Compounding the problem is that these instruments open the gates to influence from external actors – the degree to which Russia contributed to Donald Trump’s 2016 electoral victory and to the success of the Leave majority in Britain’s Brexit vote remains controversial and will probably never be determined conclusively. Parallel to this, deficiencies in cybersecurity play a role in further undermining trust in the legitimacy of democratic decisions, especially in societies that were polarised to begin with. If candidates suggest to their own adherents that defeat can only be the result of manipulation, this message may fall on fertile ground and bear unforeseeable fruit.

The polarisation of societies and weakening of their interior cohesion over the years – not to mention the role of filter bubbles – creates a framework for many election campaigns that imbues old differences with new characteristics. Urban-rural contrasts, party preferences based on education level or employment realities, generation gaps – these have always existed but now appear to be especially relevant fault lines.


The Problem with Forecasts

This also contributes to the phenomenon of election forecasts across the globe being completely wrong: Those who focus on Russia’s major cities of Moscow and Saint Petersburg and the young, cosmopolitan voters there will estimate the opposition to Putin’s “United Russia” as being stronger than those who consider rural, traditional spaces, which can be reached with entirely different messages and where nationalism and church affiliation play a far greater role. In the so-called Arab Spring, the focus on those who congregated in the squares of the capitals led to an underestimation of the traditional orientation and organisational force of associations such as the Muslim Brotherhood, whose goals have nothing to do with the expected path to Western modernity. And then there is wishful thinking – when looking at the US elections, not least in Germany, the tendency is to expect the coastal Democrats, who appear more modern and are supported by Hollywood stars, to defeat the “hicks” and “deplorables” from the Midwest and the Bible Belt.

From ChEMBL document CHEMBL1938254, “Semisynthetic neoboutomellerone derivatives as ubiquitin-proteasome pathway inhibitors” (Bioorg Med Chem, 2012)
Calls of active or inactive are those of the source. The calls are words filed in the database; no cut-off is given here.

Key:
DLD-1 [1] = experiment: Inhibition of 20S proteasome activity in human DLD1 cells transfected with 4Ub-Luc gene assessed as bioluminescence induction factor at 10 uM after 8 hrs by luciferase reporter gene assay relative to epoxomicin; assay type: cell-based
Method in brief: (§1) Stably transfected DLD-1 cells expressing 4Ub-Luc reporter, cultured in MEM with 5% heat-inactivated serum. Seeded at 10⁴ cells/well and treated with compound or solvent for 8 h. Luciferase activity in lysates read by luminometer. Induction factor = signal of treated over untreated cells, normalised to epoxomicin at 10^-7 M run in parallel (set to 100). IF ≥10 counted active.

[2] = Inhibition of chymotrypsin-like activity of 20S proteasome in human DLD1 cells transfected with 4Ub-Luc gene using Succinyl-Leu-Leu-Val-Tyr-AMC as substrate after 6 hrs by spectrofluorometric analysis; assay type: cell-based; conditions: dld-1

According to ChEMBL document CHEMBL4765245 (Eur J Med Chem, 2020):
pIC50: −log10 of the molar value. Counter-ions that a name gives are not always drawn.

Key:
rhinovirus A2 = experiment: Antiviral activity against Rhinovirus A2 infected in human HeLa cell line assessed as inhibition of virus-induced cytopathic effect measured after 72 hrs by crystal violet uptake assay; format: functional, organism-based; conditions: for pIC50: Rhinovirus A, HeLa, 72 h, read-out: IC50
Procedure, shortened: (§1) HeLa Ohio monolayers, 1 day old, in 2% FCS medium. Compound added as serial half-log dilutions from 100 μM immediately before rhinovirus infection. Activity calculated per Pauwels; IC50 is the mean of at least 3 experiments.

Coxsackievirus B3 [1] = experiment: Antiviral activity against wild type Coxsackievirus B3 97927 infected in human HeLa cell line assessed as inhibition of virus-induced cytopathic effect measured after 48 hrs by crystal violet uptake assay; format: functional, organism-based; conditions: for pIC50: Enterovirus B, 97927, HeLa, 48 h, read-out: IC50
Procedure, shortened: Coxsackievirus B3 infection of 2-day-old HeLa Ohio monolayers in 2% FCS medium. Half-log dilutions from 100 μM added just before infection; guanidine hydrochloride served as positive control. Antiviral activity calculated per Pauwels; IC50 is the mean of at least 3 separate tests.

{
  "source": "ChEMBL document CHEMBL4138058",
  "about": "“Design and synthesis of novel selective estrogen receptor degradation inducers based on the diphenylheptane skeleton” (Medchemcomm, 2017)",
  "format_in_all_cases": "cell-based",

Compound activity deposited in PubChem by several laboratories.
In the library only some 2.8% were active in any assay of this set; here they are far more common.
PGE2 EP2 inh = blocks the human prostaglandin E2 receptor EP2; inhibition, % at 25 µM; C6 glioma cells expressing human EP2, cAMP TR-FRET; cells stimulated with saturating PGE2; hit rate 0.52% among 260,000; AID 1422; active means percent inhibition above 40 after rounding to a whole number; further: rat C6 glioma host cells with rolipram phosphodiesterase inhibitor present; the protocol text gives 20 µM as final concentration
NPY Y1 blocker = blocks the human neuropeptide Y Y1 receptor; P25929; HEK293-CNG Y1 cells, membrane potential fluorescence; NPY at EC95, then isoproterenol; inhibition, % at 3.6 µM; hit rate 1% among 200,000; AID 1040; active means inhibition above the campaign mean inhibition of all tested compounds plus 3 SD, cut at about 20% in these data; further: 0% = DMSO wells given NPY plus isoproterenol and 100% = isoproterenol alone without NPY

Yet there is evidence that this picture could also be too black-and-white. Current regional elections in Russia show that, even outside metropolises, the public is outraged over corruption on the part of those in power, and that those who effectively protest this corruption and with sound tactics have a chance at victory – always assuming reasonably free and fair elections. The election in Belarus also bore testimony to the fact that protest movements against an authoritarian regime can encompass various classes of society. And in some places, such expectations compel those in power to prevent a partly democratic election, to eliminate rival candidates, and to intimidate public and the media. An example of this is Hong Kong.

Currently, we are witnessing a race between those using new tools to open new spaces and those trying to close such spaces again.

And we have come to learn that social networks can be a double-edged sword. At the beginning of some social or democratic movements, conventional wisdom dictated that such networks heralded an age of democratic development, which those in power could no longer control. “Spontaneous” gatherings for demonstrations and other activities developed enormous power, even in countries such as Iran during the 2009 “Green Movement”. However, authoritarian regimes quickly learned to infiltrate social networks, forced them behind the “Great Firewall”, and censored them mercilessly – sometimes with cutting-edge software and the support of Western technology companies worried about market share. Currently, we are witnessing a real race between those using new tools to open new spaces and those trying to close such spaces completely again. The group that ultimately wins remains to be seen.